Thursday, 16 October 2008

Homelessness in Torino

Ludovica and I have just returned from picking up Marta from swimming. It has been a long day for all of us - Anna is yawning big gaping yawns, Marta is talking a mile a minute (a sure sign that she is overtired), and Ludovica has fallen into a deep, thoughtful silence, as have I.

As we turn into the parking lot, a sight which pleases none of us meets our eyes. A man, with unwashed clothes, a barrette, and eyes that roll in different directions was directing us into a free parking space.

"What is he doing that for?" I asked. "It's obvious that there is a space. It's right in front of our noses!"

I should have guessed because I had seen it numerous times before. He was one of the many homeless people in Torino employing one of the many "creative" ways of making an extra euro. Only last week, our car had been stopped to a screeching halt in the middle of the road by a women and a man dressed in Gypsy garb, holding signs with the word of Christ scribbled upon them in one hand, and a small plastic cup filled with small change in the other. Others hand out newspapers and ask for money afterwards, and still others sell extremely cheap merchandise on the sidewalks that line the streets.

What surprises me most about these people is that unlike homeless people in Canada who are quite passive, those in Italy will push and push until they receive that precious Euro from you. What they say to convince people, precisely, I am not yet certain, but the most common pitch seems to be something along the lines of "God will bless your children if you help me, and if you don't help me, may you burn in h***." (Pleasant, I know!) The closest experience I had to this in North America was the time my friend and I arrived in Chicago and attempted to find the information desk. When a man offered to show us where it was, we took up his offer and followed him, only to be asked for two dollars for his services afterwards. Worst of all, he would not leave us alone until we had handed over the money. This is the only time that I have been met with this kind of persistence in North America that I can recall.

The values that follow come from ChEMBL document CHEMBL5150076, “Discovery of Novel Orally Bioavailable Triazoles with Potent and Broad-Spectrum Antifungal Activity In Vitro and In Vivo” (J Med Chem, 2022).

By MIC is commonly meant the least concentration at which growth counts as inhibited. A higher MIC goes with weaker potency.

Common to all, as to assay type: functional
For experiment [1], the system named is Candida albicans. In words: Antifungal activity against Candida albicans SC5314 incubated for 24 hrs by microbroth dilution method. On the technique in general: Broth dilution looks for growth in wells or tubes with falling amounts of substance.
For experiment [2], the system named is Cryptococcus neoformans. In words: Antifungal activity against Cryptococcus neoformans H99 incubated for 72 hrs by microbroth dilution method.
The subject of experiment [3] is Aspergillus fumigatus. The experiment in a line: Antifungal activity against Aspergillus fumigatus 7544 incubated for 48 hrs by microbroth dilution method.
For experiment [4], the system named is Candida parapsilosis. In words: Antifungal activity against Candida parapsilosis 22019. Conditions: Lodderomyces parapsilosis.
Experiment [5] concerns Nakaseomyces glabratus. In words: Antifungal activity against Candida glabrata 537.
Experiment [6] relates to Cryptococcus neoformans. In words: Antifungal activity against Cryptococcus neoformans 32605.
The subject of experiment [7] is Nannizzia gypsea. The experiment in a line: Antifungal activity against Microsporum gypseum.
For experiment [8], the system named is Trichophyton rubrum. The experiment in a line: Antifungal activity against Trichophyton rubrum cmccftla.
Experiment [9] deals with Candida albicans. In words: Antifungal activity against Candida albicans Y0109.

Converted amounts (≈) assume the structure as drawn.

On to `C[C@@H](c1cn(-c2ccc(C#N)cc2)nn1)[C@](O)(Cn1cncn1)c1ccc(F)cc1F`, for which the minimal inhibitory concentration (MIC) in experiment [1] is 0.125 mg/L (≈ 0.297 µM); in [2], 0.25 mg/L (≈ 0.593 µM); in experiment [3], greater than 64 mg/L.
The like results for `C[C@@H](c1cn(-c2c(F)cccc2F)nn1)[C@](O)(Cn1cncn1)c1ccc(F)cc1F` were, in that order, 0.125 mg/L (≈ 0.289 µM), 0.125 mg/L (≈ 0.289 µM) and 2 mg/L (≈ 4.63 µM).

To be honest, I don't really know how to feel about the "creativity" of the homeless people here. I understand that many of them have no other way of surviving, but their persistent nature personally causes me to feel quite uneasy whenever I walk along the streets, especially when the children are with me. Plus, I do not appreciate the threats regarding the so-called fate of my soul. The only option seems to be to have a pocket full of small change whenever I go out, just to keep them at bay.


Alex Humick said...

Get a taser.

heather-in-italia said...

Alex! You're reading my blog! (dances around happily) Good idea...I wish it were possible. Or maybe I could manufacture fake Euros and hand those out instead......hmmm.....

shannon said...

this is a late, late post.
i found that when i visited England, the homeless were the same way. Many women would have dolls which they played off as their babies and one man had a group of three puppies to yank on heart strings of people passing by.

Anonymous said...

Here is a thought I'd you can give them money keep a water bottle or an apple or something if they really are in need that will also be appreciated and you will not feel bad all the time

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